Boys & Girls Aid

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FAQs

Frequently Asked Questions on Foster Care at Boys & Girls Aid

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Foster Parent

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Why should I become a foster parent with Boys & Girls Aid?

Boys & Girls Aid offers support and guidance to make sure you are successful as a foster parent. We provide a competitive stipend, between $1,240 and $1,550, to ensure our foster parents do not feel financially burdened by their commitment. We also offer paid respite care to give foster parents time for themselves. Our staff is experienced and available to assist you any time of the day, regardless of holiday and late night needs. We also hold an annual foster parent appreciation party to show how much we value your involvement in the lives of children in need.

Do I get paid for caring for foster youth?

Foster parents receive a tax-free stipend to cover the increase in living expenses associated with caring for a foster youth. The foster parent stipend can range from $1,240 to $1,550, depending on which foster care program. These costs can include groceries, utilities, gas, and sometimes personal items such as clothing. We also encourage foster parents to use the stipend for activities with youth, such as bowling outings, movie nights, or museum visits.

How long do the children stay in my home?

The length of a foster youth’s stay varies. Some youth will be in the home for just a few days, while others can stay for up to one year. When you are certified, you will be associated with a specific foster care program and will either have children for short-term placements (1-90 days) or for longer-term placements (9-12 months).

What part of the state do you serve?

Boys & Girls Aid foster homes are in the tri-county Portland Metropolitan area, which includes Multnomah, Washington, and Clackamas counties. Transportation and proximity to Boys & Girls Aid locations are important in choosing a foster home, as our youth often receive services at both our main office in Southwest Portland and other locations in Southeast Portland. Unfortunately, due to state restrictions, we are unable to certify homes anywhere in the state of Washington.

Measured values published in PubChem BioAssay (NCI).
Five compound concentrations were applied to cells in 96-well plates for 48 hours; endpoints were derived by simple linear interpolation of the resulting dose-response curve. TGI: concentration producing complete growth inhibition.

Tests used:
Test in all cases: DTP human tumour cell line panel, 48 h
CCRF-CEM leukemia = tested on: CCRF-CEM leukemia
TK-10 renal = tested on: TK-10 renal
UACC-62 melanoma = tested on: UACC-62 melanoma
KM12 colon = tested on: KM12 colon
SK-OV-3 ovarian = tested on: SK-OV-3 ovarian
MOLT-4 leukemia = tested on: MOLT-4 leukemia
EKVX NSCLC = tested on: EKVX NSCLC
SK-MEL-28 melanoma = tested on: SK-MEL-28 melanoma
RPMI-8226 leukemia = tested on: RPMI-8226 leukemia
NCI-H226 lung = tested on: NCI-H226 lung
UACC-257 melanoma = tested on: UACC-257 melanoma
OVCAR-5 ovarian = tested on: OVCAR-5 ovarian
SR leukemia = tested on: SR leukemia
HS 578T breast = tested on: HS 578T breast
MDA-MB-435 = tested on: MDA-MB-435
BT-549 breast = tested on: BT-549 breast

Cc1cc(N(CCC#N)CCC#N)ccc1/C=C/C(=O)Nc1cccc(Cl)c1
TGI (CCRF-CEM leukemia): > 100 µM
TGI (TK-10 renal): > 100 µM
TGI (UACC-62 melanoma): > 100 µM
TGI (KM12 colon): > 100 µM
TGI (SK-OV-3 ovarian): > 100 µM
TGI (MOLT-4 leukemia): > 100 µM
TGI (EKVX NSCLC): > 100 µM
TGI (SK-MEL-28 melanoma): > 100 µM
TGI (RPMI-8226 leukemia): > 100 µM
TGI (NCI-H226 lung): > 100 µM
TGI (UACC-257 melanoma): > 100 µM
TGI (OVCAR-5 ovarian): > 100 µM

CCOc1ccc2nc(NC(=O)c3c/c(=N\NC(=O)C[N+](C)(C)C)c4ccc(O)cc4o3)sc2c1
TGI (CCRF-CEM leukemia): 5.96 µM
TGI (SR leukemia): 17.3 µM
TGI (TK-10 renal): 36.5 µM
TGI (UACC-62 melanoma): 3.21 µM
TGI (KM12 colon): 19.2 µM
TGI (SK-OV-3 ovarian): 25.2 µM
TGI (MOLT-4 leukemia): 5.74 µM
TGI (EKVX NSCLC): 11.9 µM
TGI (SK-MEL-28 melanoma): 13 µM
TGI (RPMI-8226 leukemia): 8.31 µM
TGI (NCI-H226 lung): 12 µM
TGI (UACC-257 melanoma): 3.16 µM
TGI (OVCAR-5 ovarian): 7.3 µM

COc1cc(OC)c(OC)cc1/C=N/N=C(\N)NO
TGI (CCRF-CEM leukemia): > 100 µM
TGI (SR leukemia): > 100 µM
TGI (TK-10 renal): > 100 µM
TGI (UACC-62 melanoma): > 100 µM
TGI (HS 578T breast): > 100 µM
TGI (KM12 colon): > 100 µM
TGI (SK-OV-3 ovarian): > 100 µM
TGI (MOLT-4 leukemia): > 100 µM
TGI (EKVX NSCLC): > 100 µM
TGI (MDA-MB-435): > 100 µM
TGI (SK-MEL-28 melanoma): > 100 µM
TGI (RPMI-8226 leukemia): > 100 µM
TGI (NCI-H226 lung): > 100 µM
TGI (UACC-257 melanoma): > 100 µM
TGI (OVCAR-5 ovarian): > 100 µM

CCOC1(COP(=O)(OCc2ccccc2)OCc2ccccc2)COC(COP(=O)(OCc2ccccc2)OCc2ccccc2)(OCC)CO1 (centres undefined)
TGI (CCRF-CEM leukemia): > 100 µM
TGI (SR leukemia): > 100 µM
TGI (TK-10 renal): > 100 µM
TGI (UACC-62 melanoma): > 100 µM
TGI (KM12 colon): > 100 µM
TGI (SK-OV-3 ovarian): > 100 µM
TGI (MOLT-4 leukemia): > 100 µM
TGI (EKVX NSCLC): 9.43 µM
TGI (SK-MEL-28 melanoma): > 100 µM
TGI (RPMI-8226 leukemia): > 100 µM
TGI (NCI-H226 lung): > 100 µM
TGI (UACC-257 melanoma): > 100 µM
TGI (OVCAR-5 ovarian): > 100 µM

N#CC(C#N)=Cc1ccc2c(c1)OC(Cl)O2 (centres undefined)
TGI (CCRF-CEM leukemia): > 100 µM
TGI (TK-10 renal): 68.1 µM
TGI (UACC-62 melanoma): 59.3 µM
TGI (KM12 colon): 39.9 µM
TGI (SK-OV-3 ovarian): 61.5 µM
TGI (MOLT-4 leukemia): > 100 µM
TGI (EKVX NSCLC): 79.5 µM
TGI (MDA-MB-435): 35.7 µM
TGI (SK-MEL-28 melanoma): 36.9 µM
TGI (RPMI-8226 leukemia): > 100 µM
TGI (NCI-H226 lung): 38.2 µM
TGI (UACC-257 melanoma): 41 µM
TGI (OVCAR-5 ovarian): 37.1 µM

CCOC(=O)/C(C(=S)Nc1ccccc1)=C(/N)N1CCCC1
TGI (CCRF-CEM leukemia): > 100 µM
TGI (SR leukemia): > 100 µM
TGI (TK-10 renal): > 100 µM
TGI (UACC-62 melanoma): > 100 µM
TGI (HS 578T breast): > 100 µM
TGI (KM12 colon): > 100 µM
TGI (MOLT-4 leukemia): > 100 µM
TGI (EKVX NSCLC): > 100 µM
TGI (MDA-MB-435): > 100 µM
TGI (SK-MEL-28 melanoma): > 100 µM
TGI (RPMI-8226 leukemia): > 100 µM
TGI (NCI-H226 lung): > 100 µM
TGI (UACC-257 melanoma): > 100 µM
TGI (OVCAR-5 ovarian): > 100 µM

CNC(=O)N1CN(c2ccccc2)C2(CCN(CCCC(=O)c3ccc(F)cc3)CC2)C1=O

How is this different from being a foster parent with Department of Human Services (DHS)?

The support we offer youth and foster parents is different from that of the Department of Human Services (DHS). Our foster parents receive round-the-clock support as well as small group training tailored to build skills and knowledge to assist with the vital work of being a foster parent. While in our care, youth are fully supported through services such as individual and group counseling, skill building and individualized plans.

I have a full-time job. Can I still be a foster parent?

Many of our foster parents have full-time jobs and work with a Boys & Girls Aid foster care program that does not require full-time availability.

Can I become dually certified with Boys & Girls Aid and DHS or another agency?

No, our foster parents cannot be dual certified If you are currently certified with another agency, but would like to become a Boys & Girls Aid foster parent, the training and certification process may be quicker and easier for you.

Is it okay that I have my own children in the home?

Yes, many of our foster parents are currently parenting their own children. Our foster care team will ensure to place a foster youth that will fit well with your current family dynamic. However, a foster youth cannot share a bedroom with your children Your own children can share a bedroom with each other.

Do I need to own my home?

Our foster parents can either rent or own their home. Whether it is a rental or owned home, there must be a separate bedroom for the foster child(ren).

Do my partner and I both have to attend all three training days?

Yes, attending all three days is mandatory for each person becoming certified as a foster parent. Our trainings are designed to prepare you to work successfully with Boys & Girls Aid and with the youth we serve.